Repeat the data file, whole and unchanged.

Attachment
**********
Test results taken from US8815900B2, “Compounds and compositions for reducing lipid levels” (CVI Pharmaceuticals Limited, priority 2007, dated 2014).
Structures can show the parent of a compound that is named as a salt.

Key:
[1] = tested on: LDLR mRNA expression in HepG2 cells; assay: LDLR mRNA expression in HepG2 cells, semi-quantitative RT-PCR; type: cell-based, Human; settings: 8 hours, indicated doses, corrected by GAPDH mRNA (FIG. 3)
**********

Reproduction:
Test results taken from US8815900B2, “Compounds and compositions for reducing lipid levels” (CVI Pharmaceuticals Limited, priority 2007, dated 2014).
Structures can show the parent of a compound that is named as a salt.

Key:
[1] = tested on: LDLR mRNA expression in HepG2 cells; assay: LDLR mRNA expression in HepG2 cells, semi-quantitative RT-PCR; type: cell-based, Human; settings: 8 hours, indicated doses, corrected by GAPDH mRNA (FIG. 3)